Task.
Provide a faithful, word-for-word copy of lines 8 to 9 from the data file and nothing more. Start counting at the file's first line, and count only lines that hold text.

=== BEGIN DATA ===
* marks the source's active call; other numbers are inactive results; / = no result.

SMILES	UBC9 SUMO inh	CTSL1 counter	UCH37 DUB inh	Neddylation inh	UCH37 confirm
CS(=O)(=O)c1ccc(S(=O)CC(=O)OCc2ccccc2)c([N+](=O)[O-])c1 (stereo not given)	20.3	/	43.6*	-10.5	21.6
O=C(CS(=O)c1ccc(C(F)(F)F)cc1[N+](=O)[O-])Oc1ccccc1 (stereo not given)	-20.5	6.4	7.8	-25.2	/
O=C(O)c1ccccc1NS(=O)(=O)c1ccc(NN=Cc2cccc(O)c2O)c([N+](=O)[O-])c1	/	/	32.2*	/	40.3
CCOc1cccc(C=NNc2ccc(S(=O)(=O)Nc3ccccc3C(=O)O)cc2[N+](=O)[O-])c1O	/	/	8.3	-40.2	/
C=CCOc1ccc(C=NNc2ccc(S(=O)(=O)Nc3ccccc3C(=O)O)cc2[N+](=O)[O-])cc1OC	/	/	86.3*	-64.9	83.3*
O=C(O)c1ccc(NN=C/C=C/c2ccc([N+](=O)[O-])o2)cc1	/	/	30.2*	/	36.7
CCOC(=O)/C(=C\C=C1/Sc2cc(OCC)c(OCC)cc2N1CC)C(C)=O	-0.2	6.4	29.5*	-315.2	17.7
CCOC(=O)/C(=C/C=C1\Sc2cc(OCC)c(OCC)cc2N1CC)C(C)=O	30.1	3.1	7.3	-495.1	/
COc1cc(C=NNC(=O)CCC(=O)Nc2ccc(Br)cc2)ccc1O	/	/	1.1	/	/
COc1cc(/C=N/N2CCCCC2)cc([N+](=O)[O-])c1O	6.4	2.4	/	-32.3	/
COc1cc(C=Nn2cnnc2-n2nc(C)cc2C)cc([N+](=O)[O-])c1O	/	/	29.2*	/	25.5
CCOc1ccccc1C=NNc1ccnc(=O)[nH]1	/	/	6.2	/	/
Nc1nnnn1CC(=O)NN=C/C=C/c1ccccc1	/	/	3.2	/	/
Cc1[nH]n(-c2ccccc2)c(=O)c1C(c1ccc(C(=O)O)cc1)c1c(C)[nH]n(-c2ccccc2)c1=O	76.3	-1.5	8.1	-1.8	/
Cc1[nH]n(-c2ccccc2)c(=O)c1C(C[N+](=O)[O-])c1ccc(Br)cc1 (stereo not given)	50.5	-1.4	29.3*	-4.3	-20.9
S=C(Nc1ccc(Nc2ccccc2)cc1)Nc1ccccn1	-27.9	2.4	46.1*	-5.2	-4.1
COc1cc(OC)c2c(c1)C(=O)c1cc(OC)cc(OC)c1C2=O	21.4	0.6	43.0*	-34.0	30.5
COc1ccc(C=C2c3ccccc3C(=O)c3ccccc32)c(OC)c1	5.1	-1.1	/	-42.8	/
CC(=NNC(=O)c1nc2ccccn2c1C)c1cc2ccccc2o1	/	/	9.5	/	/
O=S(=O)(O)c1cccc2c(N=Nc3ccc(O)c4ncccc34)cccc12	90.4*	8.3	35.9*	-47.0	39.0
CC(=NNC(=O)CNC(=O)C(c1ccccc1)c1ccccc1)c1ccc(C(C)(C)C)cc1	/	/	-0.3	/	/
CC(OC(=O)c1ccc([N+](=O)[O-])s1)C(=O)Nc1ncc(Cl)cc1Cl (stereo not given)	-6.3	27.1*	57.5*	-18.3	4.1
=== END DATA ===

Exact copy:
O=C(O)c1ccc(NN=C/C=C/c2ccc([N+](=O)[O-])o2)cc1	/	/	30.2*	/	36.7
CCOC(=O)/C(=C\C=C1/Sc2cc(OCC)c(OCC)cc2N1CC)C(C)=O	-0.2	6.4	29.5*	-315.2	17.7